Before this study, most research on the effects of supernova explosions had focused on the danger from two periods: the intense radiation produced by a supernova in the days and months after the explosion, and the energetic particles that arrive hundreds to thousands of years afterward.

However, even these alarming threats do not fully catalog the dangers in the wake of an exploded star. Researchers have discovered that, in between these two previously identified dangers, lurks another. The aftermaths of supernovae always produce X-rays, but if the supernova’s blast wave strikes dense surrounding gas, it can produce a particularly large dose of X-rays that arrives months to years after the explosion and may last for decades.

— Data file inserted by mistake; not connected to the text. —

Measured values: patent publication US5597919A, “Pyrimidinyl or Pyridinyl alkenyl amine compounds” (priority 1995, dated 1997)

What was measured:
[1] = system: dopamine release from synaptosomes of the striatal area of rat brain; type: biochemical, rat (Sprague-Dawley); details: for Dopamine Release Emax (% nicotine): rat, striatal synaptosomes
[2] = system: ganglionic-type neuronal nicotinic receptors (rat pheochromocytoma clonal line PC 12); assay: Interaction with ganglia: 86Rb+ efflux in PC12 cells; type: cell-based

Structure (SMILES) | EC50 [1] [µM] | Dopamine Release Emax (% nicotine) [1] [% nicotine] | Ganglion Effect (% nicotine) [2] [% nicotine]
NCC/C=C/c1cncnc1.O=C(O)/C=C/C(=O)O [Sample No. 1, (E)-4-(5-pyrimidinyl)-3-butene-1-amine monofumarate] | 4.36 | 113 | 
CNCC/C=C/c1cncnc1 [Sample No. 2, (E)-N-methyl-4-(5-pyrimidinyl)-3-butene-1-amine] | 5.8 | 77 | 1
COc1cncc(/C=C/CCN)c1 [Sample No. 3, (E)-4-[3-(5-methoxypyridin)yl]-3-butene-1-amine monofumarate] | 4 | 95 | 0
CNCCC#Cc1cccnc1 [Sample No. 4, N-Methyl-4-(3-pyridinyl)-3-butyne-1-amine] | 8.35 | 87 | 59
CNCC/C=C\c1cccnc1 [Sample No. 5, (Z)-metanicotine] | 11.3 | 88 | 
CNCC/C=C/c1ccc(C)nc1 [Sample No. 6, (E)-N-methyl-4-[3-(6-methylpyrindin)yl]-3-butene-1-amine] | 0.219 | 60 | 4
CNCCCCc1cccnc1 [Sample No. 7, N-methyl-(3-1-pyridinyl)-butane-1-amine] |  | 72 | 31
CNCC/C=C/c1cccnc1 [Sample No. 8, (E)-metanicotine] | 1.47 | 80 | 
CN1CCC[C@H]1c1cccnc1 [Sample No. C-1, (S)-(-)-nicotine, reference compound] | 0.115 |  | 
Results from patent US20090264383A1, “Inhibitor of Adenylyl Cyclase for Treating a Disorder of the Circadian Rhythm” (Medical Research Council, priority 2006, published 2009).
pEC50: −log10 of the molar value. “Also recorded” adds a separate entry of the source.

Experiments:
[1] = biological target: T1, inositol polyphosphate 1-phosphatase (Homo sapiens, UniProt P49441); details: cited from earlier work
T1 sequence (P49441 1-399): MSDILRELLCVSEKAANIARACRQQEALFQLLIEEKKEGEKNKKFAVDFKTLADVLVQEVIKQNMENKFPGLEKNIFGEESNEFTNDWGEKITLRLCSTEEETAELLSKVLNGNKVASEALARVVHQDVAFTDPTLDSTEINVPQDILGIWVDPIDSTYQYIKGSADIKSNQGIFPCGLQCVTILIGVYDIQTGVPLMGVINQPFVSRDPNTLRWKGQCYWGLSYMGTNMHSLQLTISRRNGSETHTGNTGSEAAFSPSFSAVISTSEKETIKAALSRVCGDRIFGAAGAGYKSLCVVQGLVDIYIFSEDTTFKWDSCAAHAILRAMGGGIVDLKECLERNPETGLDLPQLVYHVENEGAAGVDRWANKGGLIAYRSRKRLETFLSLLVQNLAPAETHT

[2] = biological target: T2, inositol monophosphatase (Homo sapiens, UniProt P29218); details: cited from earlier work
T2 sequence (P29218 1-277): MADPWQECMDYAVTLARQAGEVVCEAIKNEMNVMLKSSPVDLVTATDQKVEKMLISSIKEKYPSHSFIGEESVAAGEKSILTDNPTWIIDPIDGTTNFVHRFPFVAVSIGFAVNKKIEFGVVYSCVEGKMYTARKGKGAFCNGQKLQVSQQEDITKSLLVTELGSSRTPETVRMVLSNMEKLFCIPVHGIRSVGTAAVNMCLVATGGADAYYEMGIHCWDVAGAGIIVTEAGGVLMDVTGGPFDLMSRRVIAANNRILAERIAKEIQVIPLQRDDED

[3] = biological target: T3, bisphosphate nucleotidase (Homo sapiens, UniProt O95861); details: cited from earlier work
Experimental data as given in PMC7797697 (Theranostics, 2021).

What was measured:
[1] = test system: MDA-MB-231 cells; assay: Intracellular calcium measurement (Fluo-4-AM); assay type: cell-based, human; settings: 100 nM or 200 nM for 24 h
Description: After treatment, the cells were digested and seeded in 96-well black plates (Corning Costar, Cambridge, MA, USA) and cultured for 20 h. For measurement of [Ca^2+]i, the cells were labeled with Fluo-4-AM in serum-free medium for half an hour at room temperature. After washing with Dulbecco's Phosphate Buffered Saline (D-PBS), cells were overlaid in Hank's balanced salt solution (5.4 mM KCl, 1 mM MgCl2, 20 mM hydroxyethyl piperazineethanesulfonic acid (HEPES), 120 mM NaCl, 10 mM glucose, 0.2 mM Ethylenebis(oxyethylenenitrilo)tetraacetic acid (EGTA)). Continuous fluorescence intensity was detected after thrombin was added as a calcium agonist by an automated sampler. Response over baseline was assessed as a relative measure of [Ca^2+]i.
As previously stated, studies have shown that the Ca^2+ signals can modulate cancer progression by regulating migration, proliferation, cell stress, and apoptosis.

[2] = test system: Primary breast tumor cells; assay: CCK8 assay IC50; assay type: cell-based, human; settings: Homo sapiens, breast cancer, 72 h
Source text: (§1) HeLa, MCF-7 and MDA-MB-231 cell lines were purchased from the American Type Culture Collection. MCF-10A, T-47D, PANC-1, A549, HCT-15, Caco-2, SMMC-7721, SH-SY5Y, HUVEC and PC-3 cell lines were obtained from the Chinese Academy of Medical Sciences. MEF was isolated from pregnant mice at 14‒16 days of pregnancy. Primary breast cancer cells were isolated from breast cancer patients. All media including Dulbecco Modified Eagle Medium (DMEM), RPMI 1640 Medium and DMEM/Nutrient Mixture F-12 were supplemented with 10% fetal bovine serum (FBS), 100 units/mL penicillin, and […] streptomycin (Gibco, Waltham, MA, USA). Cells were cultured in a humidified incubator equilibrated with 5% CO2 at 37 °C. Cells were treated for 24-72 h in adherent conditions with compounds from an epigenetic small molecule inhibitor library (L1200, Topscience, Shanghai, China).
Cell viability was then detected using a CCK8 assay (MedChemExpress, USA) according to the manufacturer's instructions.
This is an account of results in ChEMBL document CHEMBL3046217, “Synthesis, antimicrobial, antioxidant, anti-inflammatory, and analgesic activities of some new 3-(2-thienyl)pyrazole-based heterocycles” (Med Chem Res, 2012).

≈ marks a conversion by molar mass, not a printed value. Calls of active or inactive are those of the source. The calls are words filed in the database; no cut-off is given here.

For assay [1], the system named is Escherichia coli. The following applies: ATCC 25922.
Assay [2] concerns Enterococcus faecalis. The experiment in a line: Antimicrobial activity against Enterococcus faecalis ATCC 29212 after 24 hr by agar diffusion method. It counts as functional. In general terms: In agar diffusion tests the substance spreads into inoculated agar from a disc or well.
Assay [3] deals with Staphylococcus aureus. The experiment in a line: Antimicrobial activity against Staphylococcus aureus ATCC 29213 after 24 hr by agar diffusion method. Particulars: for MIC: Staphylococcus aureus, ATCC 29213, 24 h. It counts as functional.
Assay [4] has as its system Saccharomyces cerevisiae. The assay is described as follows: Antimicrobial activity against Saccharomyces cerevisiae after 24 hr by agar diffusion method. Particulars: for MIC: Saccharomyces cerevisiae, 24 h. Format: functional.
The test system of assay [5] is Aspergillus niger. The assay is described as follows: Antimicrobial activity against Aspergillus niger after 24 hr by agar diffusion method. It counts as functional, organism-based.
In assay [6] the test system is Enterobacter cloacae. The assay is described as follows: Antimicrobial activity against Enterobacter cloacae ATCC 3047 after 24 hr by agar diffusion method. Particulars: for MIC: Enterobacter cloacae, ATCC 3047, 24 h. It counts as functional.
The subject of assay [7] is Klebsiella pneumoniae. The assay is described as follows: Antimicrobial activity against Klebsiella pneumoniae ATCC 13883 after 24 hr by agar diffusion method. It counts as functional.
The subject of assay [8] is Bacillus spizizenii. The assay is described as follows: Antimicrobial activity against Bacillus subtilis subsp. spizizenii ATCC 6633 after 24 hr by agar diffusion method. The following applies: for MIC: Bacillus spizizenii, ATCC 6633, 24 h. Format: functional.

The calculations in this latest study are based on X-ray observations of 31 supernovae and their aftermath mostly obtained from Chandra, NASA’s Swift and NuSTAR missions, and ESA’s (European Space Agency’s) XMM-Newton. The analysis of these observations shows that there can be lethal consequences from supernovae interacting with their surroundings, for planets located as much as about 160 light-years away.

“If a torrent of X-rays swept over a nearby planet, the radiation would severely alter the planet’s atmospheric chemistry,” said Ian Brunton of the University of Illinois at Urbana-Champaign who led the study. “For an Earth-like planet, this process could wipe out a significant portion of the ozone, which ultimately protects life from the dangerous ultraviolet radiation of its host star.”